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Cut into Verse

Apr 01, 2022


Caroline Clavell, Former Technical Services Librarian

Part of  these categories:: Library/Archives

April is National Poetry Month, so what better time to introduce these beautiful works of art normally hidden away in the Library stacks? Out of our collection of Illustrated Books, I wanted to bring together a diverse group of artists to explore the many possibilities present in a humble block of wood.

A black-and-white print of violets peeping out from bundles of intertwining leaves.

Nason’s illustration for W.C. Bryant's poem The Yellow Violet.

Thomas W. Nason’s wood engravings illustrate serene, highly realistic nature scenes that are poetic in their own right, most often depicting his familiar New England countryside. He made a living creating these illustrations for magazines and books, and publishers commissioned his engravings to illustrate the works of fellow New Englanders, including The Poems of William Cullen Bryant.

Frances H. Gearhart found success as a watercolor painter before learning Japanese-style block printing from her sisters. Her early training shows in her expressive, colorful woodblock prints. In Things Fleeting, a limited-run book created in her California studio, Gearhart’s prints are accompanied by her beautifully hand-lettered poems.

An open book spread: [left] a black-and-white print of a person crouching under a tree, [right] a handwritten poem.

Spread from Things Fleeting by Frances H. Gearhart

A black-and-white print of a man illuminated by sunbeams and rising up out of the mouth of a large fish in the sea.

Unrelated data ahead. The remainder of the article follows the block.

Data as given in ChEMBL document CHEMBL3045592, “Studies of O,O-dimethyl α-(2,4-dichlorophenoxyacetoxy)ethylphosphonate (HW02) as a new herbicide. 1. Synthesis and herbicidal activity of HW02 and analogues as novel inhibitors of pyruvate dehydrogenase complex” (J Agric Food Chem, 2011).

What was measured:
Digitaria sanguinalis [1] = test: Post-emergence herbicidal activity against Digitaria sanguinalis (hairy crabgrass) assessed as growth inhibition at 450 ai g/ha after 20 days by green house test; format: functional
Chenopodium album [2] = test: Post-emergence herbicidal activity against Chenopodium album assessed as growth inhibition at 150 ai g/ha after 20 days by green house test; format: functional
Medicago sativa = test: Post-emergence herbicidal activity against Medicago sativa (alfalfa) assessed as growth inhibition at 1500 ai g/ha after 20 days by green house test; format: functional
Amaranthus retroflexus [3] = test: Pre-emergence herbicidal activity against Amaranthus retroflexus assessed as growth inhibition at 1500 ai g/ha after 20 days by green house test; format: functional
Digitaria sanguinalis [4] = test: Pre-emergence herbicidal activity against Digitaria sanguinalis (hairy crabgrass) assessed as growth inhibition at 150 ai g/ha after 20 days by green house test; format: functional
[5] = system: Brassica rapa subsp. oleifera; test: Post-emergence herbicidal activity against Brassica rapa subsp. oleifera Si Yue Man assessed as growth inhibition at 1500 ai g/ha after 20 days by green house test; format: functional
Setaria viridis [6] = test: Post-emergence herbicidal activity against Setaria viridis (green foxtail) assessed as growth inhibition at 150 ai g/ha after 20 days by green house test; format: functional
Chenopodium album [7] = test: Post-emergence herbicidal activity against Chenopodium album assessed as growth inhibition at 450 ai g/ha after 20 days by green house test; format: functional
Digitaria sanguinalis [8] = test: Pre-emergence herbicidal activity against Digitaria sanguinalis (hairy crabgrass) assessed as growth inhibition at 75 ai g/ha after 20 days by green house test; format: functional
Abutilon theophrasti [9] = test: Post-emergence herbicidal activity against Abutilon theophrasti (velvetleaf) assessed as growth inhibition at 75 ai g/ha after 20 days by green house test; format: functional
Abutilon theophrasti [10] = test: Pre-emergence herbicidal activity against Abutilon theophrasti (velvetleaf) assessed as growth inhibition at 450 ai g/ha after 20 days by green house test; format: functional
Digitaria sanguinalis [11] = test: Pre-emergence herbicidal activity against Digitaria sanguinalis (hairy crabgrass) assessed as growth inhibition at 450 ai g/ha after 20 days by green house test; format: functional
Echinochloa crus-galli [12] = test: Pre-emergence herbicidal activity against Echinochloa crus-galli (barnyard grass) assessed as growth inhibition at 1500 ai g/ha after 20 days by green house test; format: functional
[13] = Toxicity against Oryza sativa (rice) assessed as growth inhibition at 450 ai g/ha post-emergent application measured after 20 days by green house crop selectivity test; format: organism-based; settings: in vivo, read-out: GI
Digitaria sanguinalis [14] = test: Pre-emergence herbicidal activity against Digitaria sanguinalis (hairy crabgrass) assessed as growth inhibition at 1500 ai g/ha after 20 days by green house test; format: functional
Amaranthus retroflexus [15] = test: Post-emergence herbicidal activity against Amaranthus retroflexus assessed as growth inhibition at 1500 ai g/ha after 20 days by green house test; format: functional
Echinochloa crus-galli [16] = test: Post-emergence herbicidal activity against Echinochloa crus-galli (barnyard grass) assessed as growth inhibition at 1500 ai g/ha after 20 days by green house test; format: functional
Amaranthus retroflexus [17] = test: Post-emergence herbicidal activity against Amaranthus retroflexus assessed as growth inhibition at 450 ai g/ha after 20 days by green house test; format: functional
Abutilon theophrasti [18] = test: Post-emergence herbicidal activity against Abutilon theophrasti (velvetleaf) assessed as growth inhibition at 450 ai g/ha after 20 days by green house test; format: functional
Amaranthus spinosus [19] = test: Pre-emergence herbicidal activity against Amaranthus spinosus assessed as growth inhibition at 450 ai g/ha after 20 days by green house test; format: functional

Plate from Poems and Wood Engravings by Alfonso Ossorio

Alfonso Ossorio grew up in a wealthy Filipino family, moving to the United States as a teenager to pursue his study of art. This background allowed him to explore a variety of media and movements that blended into his distinct artistic style. The woodcuts that accompany his poetry are fine examples of his early surrealist style, whereas most of his later work is decidedly abstract.

Self-taught artist, poet, and activist Helen West Heller often struggled financially and found herself drawn to the inexpensive medium of block printing. While her early art was overlooked by traditional juried exhibitions, her poetry was well-received and saw publication in magazines. By carving both text and image into the same block for Migratory Urge, she was able to play on both aspects of her creative interests and have control over the appearance of her text.

An open book spread: [left] a black-and white print of a handwritten poem atop graphic mountain forms, [right] a black-and-white print of people riding horses through a canyon.

Spread from Migratory Urge by Helen West Heller

Born in Hawaii to Japanese immigrant parents, Isami Doi was instrumental in mentoring a group of second-generation, Asian-American artists. Doi found early success in printmaking, of which the highly imaginative, minutely detailed illustrations in The Wayward Muse are perfect examples. His poetry takes the form of long titles, directly tying them to the images he carves into wood.

An open book spread: [left] printed text, [right] a small image of a figure on a rocking horse traveling over a crescent moon and stars.

Number eight of Isami Doi’s miniature wood-engravings: Too Soon Forgotten…

After a serious illness prevented Paul Landacre from becoming a career athlete, he taught himself the art of block printing and made at least a partial living from commissions for book illustrations. He developed a very technical style, and his use of line and contrast make his scenes of the natural world incredibly evocative without being strictly realistic. Many of his works depict California and the American West, of which Roadrunner is a prime example.

These books sit in conversation with each other, and to open one is to open a dialogue between image and words. Poems and images are presented side by side or combined in the same printing block, creating meaning through form, rhythm, and line, and inviting the viewer to ask questions. How does one illustrate a poem? How does one create a poem to describe a work of art? Come visit the Library during our public hours to see more, or schedule a visit to our Study Room to view our rare books alongside prints from the Carter's permanent collection and decide for yourself!